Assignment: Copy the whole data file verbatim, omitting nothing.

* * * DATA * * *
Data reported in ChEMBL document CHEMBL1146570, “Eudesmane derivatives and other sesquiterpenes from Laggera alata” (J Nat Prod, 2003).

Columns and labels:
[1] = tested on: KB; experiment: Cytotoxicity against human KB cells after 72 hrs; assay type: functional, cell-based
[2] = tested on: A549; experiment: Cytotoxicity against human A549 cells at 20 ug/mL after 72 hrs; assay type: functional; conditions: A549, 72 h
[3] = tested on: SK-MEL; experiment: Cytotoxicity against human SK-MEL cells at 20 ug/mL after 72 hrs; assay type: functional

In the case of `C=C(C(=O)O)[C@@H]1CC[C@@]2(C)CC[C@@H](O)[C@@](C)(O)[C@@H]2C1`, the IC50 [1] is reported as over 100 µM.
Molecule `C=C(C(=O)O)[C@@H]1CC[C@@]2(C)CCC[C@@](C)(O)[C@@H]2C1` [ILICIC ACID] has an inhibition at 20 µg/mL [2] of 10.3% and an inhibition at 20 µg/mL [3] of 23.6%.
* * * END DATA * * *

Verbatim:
Data reported in ChEMBL document CHEMBL1146570, “Eudesmane derivatives and other sesquiterpenes from Laggera alata” (J Nat Prod, 2003).

Columns and labels:
[1] = tested on: KB; experiment: Cytotoxicity against human KB cells after 72 hrs; assay type: functional, cell-based
[2] = tested on: A549; experiment: Cytotoxicity against human A549 cells at 20 ug/mL after 72 hrs; assay type: functional; conditions: A549, 72 h
[3] = tested on: SK-MEL; experiment: Cytotoxicity against human SK-MEL cells at 20 ug/mL after 72 hrs; assay type: functional

In the case of `C=C(C(=O)O)[C@@H]1CC[C@@]2(C)CC[C@@H](O)[C@@](C)(O)[C@@H]2C1`, the IC50 [1] is reported as over 100 µM.
Molecule `C=C(C(=O)O)[C@@H]1CC[C@@]2(C)CCC[C@@](C)(O)[C@@H]2C1` [ILICIC ACID] has an inhibition at 20 µg/mL [2] of 10.3% and an inhibition at 20 µg/mL [3] of 23.6%.